Last week Forrester published a new Big Idea on the Connected Agency.
Their exec overview of the Big Idea is:
Today's agencies fail to help marketers engage with consumers, who, as a result, are becoming less brand-loyal and more trusting of each other. To turn the tide, marketers will move to the Connected Agency — one that shifts: from making messages to nurturing consumer connections; from delivering push to creating pull interactions; and from orchestrating campaigns to facilitating conversations. Over the next five years, traditional agencies will make this shift; they will start by connecting with consumer communities and will eventually become an integral part of them.
I saw the coverage coming out from Forrester in various blogs - here for example - but didn't post on it at the time for two reasons:
- Fear of my opinions reading as chippy and know-it-all
- I haven't seen the actual report, so am only working from those blog posts and the outline on the Forrester site
But since Jeremiah - who I respect enormously - has asked for comments, here goes.
First, there are two connected but different points here:
- Agencies understanding and connecting with their client's customers
- Agencies 'getting it' about social media and technology
In this post I'll add some comments on the first point, and follow up later on the second.
The risk of chippiness derives from the fact that for twenty years - in the B2B marketplace, to be clear - we have earnt a living by connecting our clients with their customers. Sure, when there weren't social networks, online communities and the rest of the marketing toolkit 2.0, we did it in different ways. But certainly we connected them - through the marketing tools then available - with their customer's fears, concerns and issues, using their customer's language and jargon, and in the context of that community, in the conversations and at the meeting places that then existed.
I would argue if you have that experience, skills and aptitudes, then transposing them into the new techniques and channels offered by social media is a lot simpler than trying to come at it from the direction of the advertising agency.
Metia was by no means unique in that regard. In B2B especially, lots of other marketing and PR agencies paid the monthly wage bill by having a deep understanding of their client's target customer audiences. The tools and techniques being applied were always secondary to an understanding of what was driving the audience.
We had to get it right because we all survived on the dog end of the budget that was leftover after the advertising agency had spent the bulk of it randomly carpet bombing an unmoved audience with the advertising idea du jour (I exaggerate, a bit). We won our clients and projects by knowing the client's audience inside out. Ad agencies seemed to win clients and projects through the magic of advertising (a good trick, and yes, we would probably have swapped places like a shot).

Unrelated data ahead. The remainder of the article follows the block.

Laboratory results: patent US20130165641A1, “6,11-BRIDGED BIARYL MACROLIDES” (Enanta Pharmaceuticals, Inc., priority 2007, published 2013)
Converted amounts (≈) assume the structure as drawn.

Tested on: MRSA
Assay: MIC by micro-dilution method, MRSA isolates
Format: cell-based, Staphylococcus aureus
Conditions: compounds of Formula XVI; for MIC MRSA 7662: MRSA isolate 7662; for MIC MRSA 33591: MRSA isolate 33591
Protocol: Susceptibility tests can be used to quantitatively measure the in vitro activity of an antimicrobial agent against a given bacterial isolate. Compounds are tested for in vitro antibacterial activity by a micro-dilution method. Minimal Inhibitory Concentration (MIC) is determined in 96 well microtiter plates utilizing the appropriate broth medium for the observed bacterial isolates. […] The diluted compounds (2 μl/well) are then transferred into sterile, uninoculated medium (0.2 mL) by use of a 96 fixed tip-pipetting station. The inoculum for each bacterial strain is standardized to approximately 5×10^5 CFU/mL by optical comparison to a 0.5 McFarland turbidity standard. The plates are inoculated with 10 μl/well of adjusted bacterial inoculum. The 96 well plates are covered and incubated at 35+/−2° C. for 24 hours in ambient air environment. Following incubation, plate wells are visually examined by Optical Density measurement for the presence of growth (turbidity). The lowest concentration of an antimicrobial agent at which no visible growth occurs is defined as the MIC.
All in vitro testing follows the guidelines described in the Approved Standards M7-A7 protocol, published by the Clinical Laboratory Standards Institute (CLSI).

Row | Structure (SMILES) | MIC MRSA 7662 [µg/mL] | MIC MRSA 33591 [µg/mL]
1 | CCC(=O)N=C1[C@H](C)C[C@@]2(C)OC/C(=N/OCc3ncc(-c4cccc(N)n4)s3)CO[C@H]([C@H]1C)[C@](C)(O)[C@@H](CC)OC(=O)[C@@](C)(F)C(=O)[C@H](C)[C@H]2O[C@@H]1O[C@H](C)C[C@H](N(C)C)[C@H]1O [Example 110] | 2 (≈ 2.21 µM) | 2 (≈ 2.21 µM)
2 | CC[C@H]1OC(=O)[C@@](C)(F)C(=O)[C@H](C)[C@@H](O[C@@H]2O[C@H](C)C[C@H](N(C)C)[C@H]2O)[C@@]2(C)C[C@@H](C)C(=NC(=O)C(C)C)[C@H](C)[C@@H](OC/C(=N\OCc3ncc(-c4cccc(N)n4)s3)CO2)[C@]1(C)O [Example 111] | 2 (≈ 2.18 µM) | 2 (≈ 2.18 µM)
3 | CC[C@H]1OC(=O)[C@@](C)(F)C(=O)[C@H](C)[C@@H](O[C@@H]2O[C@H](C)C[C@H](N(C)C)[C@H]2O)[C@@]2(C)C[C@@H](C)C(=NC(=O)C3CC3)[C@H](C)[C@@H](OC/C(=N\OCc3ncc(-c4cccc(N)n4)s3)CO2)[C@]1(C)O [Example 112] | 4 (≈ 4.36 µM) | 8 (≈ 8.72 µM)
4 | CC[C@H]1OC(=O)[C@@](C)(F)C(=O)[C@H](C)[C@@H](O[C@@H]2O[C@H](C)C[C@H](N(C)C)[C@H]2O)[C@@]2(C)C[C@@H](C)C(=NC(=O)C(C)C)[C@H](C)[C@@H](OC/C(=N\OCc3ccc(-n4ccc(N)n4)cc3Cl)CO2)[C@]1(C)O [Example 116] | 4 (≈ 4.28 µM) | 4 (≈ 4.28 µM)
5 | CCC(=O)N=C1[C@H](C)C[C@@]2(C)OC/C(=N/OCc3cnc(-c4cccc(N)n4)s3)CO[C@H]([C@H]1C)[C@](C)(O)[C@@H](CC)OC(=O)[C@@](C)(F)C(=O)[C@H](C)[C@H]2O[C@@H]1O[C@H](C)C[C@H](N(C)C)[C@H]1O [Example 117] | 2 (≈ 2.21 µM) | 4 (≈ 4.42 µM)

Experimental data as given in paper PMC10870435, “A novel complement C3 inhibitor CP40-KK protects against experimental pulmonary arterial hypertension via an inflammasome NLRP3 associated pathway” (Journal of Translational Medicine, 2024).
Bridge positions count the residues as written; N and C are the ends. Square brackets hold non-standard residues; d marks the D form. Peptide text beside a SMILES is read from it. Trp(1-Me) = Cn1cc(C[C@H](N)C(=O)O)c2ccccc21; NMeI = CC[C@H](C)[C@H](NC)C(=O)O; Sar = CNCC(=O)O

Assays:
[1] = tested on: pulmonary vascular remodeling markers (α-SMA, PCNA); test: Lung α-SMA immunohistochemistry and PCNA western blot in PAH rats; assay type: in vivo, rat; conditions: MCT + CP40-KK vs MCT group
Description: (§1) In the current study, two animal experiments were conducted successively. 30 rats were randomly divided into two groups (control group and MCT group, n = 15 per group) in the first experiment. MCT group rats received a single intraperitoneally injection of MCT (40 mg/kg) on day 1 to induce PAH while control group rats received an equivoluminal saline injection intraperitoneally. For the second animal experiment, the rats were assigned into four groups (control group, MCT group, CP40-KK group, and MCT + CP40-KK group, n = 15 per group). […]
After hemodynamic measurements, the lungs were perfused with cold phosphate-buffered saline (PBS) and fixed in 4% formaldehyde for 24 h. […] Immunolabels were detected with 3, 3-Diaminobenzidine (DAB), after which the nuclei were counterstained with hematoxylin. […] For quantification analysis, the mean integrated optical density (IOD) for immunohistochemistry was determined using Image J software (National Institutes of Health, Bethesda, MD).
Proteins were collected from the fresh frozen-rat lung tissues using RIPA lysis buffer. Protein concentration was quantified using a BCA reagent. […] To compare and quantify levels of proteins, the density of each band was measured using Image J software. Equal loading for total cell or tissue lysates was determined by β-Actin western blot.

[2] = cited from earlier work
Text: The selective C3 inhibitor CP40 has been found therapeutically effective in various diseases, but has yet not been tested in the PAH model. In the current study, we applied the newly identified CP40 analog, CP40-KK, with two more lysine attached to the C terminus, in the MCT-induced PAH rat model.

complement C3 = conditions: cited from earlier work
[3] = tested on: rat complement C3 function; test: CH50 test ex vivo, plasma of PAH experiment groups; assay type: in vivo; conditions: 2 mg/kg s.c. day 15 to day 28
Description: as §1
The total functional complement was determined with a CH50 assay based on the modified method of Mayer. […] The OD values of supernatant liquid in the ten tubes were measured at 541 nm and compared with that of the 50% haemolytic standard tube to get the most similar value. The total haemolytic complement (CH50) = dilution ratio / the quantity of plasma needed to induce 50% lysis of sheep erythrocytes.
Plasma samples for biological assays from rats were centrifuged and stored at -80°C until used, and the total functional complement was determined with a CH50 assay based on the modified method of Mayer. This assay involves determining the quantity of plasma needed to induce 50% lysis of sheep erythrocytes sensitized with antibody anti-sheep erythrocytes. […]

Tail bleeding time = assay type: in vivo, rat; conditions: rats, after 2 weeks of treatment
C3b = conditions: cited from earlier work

Enough chippiness (sorry, but I warned you).
I suppose my point is, this might be a Big Idea for advertising agencies (and especially in B2C, and especially if they are still living in the 1980s), but its not a Big Idea for marketing or PR agencies. Take a look at the organizations Forrester interviewed, they are all classic Big Ad Agencies.
The question I would have is, do they have the appetite or inclination to get into the detail of these customers' worlds, especially in a B2B context. I think it will be a big ask. Most ad agency folk I meet glaze over when asked to get passionate about the ins and outs of server virtualization or MiFID or fractal ownership or whatever.
What other evidence have I got for the fact that Ad Agencies are far behind in this race? Well, never mind five years to change, lots of marketing services companies left the start line years back.
Item of evidence # 1
When the technology started to open up opportunities, a lot of us 'got it' early on. Eight years ago we built our first global online customer community. It was aimed at channel partners and in three years went from zero to 15,000 participating organizations worldwide. It mixed traditional marketing to recruit, with online community building, key influentials were cultivated and relationships bonded through complementary face-to-face events, all managed and measured through a software platform to run the program. Our people were the frontline, accepting members into the program, meeting them face-to-face, administering the program benefits. All made possible by a far sighted client who go it - and the sheer luck that this all grew up in what started out as a quiet backwater, so was under the radar of the corporate marketing machine.
Item of evidence # 2
Six years ago we got serious about customer advocacy, although we didn't use that term back then, we developed a methodology, tools, resources and capabilities. We developed applications to manage customer reference communities - and measure their contribution to sales. Now we manage those communities for clients, their communities in that particular case.
It would have been interesting if Forrester had interviewed more broadly and more diversely, in order to compare and contrast the approaches taken by smaller agencies outside advertising, which may have a track record in connecting their clients to customer communities.
Tags: The Connected Agency, Forrester, Jeremiah Owyang, customer communities